Millions of Americans are struggling to make ends meet, despite the fact that their putting in long hours at work. A new Gallup survey found that the average full-time employee clocks in for 47 hours each week, and nearly one in five workers put in more than 60 hours. The numbers get even higher for Americans working more than one job. Americans work many more hours than workers in other developed nations, but that doesn't translate into higher productivity. The most productive workers, like those in Germany, actually spend fewer hours on the job. In fact, several studies have shown that working more than 60 hours a week may boost productivity in the short run, but that benefit disappears after just a few weeks. More and more Americans are putting in long hours in an attempt to make up for stagnant pay, but employers should be paying higher wages for fewer hours and more productive work. Employees perform better when they're rested and respected, and being overworked doesn't benefit anyone.
A lawsuit against government spying has reached the Second Circuit Court of Appeals. That court is the highest level thus far to hear a challenge to the constitutionality of the NSA surveillance program. That case is ACLU vs. Clapper, and in it, the American Civil Liberties Union argued that the government's collection of phone data violates our First and Fourth Amendment rights. Previous legal challenges to government surveillance have been thwarted with claims of state secrets or lack of standing, and prevented a ruling on the constitutionality of these programs. After last week's hearing, Alex Abdo, staff attorney for the ACLU, said, “we're one step closer to having a definitive ruling on the legality of at least one of those programs.” Americans are demanding an end to these invasive spying programs, but we haven't even been able to get a full court hearing. This may be our best chance yet to have government surveillance declared unconstitutional. Let's just hope that our government doesn't come up with another legal hurdle.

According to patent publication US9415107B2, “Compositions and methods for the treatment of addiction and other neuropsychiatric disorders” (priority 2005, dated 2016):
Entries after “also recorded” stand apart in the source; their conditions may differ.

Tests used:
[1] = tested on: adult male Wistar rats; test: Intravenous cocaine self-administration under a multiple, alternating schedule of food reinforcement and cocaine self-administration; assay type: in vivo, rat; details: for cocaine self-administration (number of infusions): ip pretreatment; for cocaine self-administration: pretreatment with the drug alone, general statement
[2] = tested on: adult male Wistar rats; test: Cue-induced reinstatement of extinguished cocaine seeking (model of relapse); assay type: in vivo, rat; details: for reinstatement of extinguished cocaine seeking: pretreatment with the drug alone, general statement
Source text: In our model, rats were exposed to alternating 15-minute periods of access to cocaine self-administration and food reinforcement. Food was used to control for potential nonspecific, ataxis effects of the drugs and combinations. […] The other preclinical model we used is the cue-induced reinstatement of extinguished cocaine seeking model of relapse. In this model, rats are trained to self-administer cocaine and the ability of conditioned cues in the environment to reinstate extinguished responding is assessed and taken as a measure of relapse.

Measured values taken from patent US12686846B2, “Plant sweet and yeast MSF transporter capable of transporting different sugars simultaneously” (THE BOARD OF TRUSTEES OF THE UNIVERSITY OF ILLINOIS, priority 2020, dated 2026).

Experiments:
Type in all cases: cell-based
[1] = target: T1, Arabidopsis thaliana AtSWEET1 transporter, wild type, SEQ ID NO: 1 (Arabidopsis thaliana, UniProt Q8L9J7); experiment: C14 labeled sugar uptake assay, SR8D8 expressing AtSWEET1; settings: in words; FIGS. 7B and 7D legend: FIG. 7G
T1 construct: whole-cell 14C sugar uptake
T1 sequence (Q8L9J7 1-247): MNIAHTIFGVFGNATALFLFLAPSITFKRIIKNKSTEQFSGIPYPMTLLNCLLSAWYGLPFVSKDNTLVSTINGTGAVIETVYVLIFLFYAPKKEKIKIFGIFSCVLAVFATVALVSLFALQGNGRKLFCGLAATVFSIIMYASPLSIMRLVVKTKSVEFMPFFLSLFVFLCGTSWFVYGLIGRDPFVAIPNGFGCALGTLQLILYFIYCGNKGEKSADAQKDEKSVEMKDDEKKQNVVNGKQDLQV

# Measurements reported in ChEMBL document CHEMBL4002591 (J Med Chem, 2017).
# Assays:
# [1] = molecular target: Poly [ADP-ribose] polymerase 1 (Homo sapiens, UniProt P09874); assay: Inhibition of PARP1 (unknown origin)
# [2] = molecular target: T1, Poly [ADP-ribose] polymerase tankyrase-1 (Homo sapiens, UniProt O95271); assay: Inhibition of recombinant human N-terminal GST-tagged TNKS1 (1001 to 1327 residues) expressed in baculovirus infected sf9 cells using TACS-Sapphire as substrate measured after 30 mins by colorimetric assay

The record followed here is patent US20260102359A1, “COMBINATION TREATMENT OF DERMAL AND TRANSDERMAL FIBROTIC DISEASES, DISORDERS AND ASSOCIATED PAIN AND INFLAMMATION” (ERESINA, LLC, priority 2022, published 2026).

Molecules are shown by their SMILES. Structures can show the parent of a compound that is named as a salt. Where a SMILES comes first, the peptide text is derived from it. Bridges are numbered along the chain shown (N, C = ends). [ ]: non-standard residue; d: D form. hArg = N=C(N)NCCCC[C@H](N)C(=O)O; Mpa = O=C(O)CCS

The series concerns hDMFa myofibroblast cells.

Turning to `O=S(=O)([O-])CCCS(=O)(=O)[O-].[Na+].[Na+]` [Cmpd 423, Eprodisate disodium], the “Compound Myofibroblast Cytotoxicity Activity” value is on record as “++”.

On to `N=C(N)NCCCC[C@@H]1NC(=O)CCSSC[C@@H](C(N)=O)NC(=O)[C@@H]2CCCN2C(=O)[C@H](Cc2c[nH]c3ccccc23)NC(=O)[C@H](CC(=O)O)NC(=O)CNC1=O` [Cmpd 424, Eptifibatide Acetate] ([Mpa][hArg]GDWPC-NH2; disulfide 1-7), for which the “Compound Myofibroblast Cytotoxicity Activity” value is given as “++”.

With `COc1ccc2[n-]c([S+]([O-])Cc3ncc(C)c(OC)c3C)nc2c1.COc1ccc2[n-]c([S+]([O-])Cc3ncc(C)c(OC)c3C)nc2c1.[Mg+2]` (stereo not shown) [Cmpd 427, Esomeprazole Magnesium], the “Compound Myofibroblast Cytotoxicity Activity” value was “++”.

And finally... Clothing company ModCloth is standing up to unrealistic and unhealthy body images. The brand recently signed on to the “Truth in Advertising Heroes Pledge,” and committed to using a diverse range of models. One of the company's founders published an open letter on their website about their latest promise. She wrote that she is “deeply disappointed in the way [the clothing] industry depicts fashion to consumers” and she said it's “time for real change.” Despite strong public opposition, many in the fashion industry continue to photoshop models and depict unrealistic standards of weight and beauty. This practice has contributed to issues like eating disorders and depression over body image. Slowly but surely some companies are waking up to the importance of featuring healthy, realistic body images, and learning to celebrate body diversity. It's great that ModCloth is leading this charge, and hopefully they'll inspire more clothing companies to sign the “Truth in Advertising Heroes Pledge.”
And that's the way it is - for the week of September 8, 2014 – I'm Thom Hartmann – on the Economic and Labor News.